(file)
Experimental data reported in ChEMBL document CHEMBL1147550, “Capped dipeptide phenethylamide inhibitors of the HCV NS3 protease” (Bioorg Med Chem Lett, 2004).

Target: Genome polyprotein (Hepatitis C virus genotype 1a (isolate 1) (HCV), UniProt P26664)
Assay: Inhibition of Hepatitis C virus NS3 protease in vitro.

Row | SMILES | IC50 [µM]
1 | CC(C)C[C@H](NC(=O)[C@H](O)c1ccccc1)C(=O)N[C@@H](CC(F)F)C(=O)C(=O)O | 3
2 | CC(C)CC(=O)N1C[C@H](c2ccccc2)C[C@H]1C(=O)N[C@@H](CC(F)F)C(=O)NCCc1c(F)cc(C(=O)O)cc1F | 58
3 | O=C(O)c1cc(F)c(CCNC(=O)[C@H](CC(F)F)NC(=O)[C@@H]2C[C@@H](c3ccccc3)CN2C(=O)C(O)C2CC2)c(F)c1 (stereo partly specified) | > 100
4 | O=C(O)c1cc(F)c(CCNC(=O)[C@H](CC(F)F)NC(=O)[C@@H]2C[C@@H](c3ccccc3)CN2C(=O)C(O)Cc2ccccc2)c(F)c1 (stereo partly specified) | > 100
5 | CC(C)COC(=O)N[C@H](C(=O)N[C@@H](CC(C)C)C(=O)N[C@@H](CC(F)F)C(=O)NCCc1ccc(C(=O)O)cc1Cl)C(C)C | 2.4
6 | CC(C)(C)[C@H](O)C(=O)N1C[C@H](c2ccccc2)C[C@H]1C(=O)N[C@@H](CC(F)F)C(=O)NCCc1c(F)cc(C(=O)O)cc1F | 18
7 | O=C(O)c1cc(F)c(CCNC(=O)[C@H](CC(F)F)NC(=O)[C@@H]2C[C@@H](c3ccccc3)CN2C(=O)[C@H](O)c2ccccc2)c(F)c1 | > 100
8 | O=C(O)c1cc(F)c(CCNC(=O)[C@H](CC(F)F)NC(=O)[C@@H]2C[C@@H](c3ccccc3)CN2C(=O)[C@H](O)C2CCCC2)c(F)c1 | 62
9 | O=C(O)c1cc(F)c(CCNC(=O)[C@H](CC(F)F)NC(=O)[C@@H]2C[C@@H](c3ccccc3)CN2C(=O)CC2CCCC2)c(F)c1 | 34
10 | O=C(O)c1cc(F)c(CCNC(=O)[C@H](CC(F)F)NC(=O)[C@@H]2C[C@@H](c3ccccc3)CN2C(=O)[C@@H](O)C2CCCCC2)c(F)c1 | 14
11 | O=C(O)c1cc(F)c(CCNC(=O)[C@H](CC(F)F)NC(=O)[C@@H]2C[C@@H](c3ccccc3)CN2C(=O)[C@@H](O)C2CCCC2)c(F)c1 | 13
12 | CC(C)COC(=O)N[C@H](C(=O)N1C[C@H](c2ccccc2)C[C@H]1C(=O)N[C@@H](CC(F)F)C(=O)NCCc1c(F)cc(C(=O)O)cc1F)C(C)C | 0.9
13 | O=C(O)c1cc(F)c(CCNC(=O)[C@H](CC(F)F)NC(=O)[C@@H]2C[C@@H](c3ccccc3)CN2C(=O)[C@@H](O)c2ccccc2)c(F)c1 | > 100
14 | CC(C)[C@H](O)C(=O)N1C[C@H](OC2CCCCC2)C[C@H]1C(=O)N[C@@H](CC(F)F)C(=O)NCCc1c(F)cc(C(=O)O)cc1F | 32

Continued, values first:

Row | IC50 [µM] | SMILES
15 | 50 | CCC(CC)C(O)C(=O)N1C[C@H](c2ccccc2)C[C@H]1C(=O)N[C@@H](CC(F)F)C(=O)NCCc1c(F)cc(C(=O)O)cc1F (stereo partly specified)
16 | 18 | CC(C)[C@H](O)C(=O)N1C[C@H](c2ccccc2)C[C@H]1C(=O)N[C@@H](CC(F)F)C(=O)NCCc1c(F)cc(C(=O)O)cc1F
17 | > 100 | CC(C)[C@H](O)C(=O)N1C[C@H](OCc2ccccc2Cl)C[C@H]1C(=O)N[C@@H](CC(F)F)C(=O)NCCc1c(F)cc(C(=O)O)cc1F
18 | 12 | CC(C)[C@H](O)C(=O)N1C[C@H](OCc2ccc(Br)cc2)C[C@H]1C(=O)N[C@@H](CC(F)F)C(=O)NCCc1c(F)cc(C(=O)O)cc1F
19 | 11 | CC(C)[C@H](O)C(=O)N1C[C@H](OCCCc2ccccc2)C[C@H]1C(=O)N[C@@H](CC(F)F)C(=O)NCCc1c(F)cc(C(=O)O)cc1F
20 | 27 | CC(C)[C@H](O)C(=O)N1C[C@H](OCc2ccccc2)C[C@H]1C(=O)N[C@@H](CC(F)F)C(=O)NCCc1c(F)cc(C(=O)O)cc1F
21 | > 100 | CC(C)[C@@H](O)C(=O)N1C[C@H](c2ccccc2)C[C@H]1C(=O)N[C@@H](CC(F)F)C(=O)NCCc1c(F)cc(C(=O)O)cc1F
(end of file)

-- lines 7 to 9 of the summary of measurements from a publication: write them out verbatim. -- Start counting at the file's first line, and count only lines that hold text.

3 | O=C(O)c1cc(F)c(CCNC(=O)[C@H](CC(F)F)NC(=O)[C@@H]2C[C@@H](c3ccccc3)CN2C(=O)C(O)C2CC2)c(F)c1 (stereo partly specified) | > 100
4 | O=C(O)c1cc(F)c(CCNC(=O)[C@H](CC(F)F)NC(=O)[C@@H]2C[C@@H](c3ccccc3)CN2C(=O)C(O)Cc2ccccc2)c(F)c1 (stereo partly specified) | > 100
5 | CC(C)COC(=O)N[C@H](C(=O)N[C@@H](CC(C)C)C(=O)N[C@@H](CC(F)F)C(=O)NCCc1ccc(C(=O)O)cc1Cl)C(C)C | 2.4